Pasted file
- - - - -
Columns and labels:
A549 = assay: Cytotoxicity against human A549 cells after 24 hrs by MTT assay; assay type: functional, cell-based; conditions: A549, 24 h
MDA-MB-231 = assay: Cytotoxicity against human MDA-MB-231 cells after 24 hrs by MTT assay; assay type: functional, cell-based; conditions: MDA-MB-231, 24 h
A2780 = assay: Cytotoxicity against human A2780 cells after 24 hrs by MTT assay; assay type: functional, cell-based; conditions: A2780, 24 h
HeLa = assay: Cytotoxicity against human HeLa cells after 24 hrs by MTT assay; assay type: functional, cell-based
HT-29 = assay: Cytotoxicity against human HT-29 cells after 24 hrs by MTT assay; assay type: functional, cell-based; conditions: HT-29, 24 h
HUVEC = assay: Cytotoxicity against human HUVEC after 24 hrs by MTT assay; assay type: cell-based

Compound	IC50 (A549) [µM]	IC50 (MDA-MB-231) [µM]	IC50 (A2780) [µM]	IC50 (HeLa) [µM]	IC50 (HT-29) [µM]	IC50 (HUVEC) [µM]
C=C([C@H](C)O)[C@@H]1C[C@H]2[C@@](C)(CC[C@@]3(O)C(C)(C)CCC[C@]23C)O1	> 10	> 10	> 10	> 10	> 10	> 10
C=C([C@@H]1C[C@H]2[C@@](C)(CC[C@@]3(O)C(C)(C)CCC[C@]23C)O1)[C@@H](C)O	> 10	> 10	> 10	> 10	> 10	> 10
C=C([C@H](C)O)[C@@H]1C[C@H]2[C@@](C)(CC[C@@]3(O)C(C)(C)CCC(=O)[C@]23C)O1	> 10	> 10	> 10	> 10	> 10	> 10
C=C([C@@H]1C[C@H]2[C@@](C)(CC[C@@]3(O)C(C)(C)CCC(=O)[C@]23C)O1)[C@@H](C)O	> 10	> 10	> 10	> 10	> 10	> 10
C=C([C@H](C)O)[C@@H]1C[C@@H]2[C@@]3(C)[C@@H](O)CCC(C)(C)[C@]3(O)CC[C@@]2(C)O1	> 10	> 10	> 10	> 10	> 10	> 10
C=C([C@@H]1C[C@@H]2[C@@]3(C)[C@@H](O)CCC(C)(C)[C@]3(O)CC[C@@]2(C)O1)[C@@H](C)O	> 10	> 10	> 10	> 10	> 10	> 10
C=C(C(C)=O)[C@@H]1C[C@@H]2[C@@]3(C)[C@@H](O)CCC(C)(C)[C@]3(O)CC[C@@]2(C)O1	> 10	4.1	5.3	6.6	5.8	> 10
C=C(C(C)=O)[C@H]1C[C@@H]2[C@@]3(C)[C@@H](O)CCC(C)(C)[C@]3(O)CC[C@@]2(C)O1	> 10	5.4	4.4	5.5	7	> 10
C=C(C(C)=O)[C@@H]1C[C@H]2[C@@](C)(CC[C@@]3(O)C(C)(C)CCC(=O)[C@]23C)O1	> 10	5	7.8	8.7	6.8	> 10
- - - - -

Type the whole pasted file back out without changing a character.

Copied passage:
Columns and labels:
A549 = assay: Cytotoxicity against human A549 cells after 24 hrs by MTT assay; assay type: functional, cell-based; conditions: A549, 24 h
MDA-MB-231 = assay: Cytotoxicity against human MDA-MB-231 cells after 24 hrs by MTT assay; assay type: functional, cell-based; conditions: MDA-MB-231, 24 h
A2780 = assay: Cytotoxicity against human A2780 cells after 24 hrs by MTT assay; assay type: functional, cell-based; conditions: A2780, 24 h
HeLa = assay: Cytotoxicity against human HeLa cells after 24 hrs by MTT assay; assay type: functional, cell-based
HT-29 = assay: Cytotoxicity against human HT-29 cells after 24 hrs by MTT assay; assay type: functional, cell-based; conditions: HT-29, 24 h
HUVEC = assay: Cytotoxicity against human HUVEC after 24 hrs by MTT assay; assay type: cell-based

Compound	IC50 (A549) [µM]	IC50 (MDA-MB-231) [µM]	IC50 (A2780) [µM]	IC50 (HeLa) [µM]	IC50 (HT-29) [µM]	IC50 (HUVEC) [µM]
C=C([C@H](C)O)[C@@H]1C[C@H]2[C@@](C)(CC[C@@]3(O)C(C)(C)CCC[C@]23C)O1	> 10	> 10	> 10	> 10	> 10	> 10
C=C([C@@H]1C[C@H]2[C@@](C)(CC[C@@]3(O)C(C)(C)CCC[C@]23C)O1)[C@@H](C)O	> 10	> 10	> 10	> 10	> 10	> 10
C=C([C@H](C)O)[C@@H]1C[C@H]2[C@@](C)(CC[C@@]3(O)C(C)(C)CCC(=O)[C@]23C)O1	> 10	> 10	> 10	> 10	> 10	> 10
C=C([C@@H]1C[C@H]2[C@@](C)(CC[C@@]3(O)C(C)(C)CCC(=O)[C@]23C)O1)[C@@H](C)O	> 10	> 10	> 10	> 10	> 10	> 10
C=C([C@H](C)O)[C@@H]1C[C@@H]2[C@@]3(C)[C@@H](O)CCC(C)(C)[C@]3(O)CC[C@@]2(C)O1	> 10	> 10	> 10	> 10	> 10	> 10
C=C([C@@H]1C[C@@H]2[C@@]3(C)[C@@H](O)CCC(C)(C)[C@]3(O)CC[C@@]2(C)O1)[C@@H](C)O	> 10	> 10	> 10	> 10	> 10	> 10
C=C(C(C)=O)[C@@H]1C[C@@H]2[C@@]3(C)[C@@H](O)CCC(C)(C)[C@]3(O)CC[C@@]2(C)O1	> 10	4.1	5.3	6.6	5.8	> 10
C=C(C(C)=O)[C@H]1C[C@@H]2[C@@]3(C)[C@@H](O)CCC(C)(C)[C@]3(O)CC[C@@]2(C)O1	> 10	5.4	4.4	5.5	7	> 10
C=C(C(C)=O)[C@@H]1C[C@H]2[C@@](C)(CC[C@@]3(O)C(C)(C)CCC(=O)[C@]23C)O1	> 10	5	7.8	8.7	6.8	> 10